It will be up to the Legislature to decide if public financing will again be an option for state Supreme Court candidates in 2016.
The State Election Commission has recommended the continuation of the pilot program which was used, for the first time, during the 2012 election cycle. It was created to address the potential for bias on the part of judges based on campaign contributors who could later be involved in cases.
West Virginia Wesleyan Political Science Professor Robert Rupp, a member of the State Election Commission, says he thinks the program makes sense.
“In judicial races, I think a case can be made that the court is different from the Legislature,” Rupp said.
Only one candidate, Republican Allen Loughry, decided to take the public financing option in 2012.
Even though the part of the pilot program dealing with additional money triggers was ruled unconstitutional, he won one of two open seats on the state Supreme Court with the help of $363,000 in public money.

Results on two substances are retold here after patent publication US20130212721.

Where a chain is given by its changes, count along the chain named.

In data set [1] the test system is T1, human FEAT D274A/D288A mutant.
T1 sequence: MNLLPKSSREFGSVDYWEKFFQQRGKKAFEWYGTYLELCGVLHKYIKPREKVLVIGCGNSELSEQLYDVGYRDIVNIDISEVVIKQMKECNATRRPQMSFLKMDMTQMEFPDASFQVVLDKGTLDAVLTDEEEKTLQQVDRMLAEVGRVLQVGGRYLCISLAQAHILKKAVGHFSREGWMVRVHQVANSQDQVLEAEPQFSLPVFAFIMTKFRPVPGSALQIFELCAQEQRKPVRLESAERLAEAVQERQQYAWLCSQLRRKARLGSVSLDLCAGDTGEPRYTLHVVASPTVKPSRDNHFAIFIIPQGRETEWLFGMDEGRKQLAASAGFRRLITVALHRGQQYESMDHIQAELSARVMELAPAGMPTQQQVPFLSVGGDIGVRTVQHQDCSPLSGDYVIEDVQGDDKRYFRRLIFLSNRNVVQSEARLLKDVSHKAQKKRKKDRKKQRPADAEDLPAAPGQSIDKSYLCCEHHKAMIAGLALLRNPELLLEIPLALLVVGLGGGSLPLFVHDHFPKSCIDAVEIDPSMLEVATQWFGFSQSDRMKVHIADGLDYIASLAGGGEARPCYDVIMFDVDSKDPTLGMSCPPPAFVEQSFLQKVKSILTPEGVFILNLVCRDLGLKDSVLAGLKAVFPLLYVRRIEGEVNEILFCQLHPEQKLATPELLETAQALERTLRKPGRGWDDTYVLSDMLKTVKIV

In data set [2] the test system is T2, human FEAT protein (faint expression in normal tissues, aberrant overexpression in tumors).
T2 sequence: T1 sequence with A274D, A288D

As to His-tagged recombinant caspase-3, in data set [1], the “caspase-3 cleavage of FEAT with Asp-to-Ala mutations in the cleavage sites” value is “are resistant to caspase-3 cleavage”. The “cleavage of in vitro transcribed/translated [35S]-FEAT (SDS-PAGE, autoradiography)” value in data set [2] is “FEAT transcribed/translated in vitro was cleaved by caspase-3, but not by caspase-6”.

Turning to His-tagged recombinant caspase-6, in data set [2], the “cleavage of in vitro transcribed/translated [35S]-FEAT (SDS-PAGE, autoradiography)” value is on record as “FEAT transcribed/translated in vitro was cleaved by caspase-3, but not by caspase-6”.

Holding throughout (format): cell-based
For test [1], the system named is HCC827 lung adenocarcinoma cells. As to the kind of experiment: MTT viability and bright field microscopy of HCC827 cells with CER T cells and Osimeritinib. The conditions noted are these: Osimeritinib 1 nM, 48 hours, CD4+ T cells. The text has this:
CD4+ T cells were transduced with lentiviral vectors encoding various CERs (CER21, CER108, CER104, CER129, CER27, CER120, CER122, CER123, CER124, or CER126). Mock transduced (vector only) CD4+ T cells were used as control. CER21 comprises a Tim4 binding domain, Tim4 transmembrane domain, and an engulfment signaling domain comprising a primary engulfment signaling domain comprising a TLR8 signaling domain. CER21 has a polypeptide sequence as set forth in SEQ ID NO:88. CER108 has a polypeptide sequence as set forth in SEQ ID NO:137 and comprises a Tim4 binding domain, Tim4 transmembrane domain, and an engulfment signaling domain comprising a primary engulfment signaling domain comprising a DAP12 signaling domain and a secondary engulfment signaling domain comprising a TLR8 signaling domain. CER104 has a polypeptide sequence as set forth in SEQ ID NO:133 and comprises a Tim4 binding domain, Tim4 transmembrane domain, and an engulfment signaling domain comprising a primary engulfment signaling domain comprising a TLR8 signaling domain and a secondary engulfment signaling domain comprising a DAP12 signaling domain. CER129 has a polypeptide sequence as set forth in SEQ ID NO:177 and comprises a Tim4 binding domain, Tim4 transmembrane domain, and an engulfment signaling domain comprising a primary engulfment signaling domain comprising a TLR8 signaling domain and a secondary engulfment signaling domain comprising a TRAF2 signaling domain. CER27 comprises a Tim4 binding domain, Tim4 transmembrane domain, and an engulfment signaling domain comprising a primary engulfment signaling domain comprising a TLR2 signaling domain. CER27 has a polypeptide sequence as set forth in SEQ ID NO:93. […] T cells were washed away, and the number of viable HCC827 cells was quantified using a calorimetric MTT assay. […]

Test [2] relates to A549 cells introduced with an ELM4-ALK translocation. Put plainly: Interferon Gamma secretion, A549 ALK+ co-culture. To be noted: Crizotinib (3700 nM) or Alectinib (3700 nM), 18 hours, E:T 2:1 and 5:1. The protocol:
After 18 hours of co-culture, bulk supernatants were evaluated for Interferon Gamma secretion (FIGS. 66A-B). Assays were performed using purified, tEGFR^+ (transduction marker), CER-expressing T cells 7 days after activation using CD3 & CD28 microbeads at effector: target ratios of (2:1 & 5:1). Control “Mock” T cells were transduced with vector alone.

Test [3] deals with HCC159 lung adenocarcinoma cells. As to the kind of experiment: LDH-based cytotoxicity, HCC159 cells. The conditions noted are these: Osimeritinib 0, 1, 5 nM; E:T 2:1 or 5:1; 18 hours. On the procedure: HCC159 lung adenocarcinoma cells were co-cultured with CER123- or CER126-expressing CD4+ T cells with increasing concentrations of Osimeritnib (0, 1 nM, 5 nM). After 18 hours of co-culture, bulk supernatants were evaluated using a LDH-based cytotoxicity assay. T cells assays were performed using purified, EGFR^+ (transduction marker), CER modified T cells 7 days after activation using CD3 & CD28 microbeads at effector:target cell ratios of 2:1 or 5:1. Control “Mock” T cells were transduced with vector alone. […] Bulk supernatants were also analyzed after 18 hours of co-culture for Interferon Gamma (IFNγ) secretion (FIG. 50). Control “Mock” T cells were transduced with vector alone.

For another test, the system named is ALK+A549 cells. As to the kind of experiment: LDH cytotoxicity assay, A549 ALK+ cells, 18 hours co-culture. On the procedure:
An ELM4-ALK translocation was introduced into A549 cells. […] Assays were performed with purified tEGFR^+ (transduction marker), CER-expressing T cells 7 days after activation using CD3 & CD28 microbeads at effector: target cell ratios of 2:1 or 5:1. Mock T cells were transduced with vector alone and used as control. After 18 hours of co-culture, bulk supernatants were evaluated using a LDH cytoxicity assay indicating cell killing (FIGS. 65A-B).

To qualify for it he had to obtain at least 500 contributions of no more than $100 each which, together, totaled at least $35,000, but not more than $50,000. The contributions had to come from West Virginia registered voters with at least 10% of all of the contributors residing in each of the three Congressional districts.
In all, campaign finance filings with the Secretary of State’s Office show Justice Loughry spent $452,000 on his Supreme Court campaign. Berkeley County Circuit Judge John Yoder, also a Republican, spent $37,000.
The two Democrat candidates had the largest campaign funds. Justice Robin Davis recorded $1.28 million, much of that her own money. Democrat Tish Chafin also personally financed much of her $1.5 million campaign spending fund.
Rupp says there’s a lesson there. “Spending the most money doesn’t carry a guaranteed victory, but it certainly makes victory more likely,” he said.
The continuation of the pilot program could come up during the 60 Regular Legislative Session. It begins Wednesday at the State Capitol.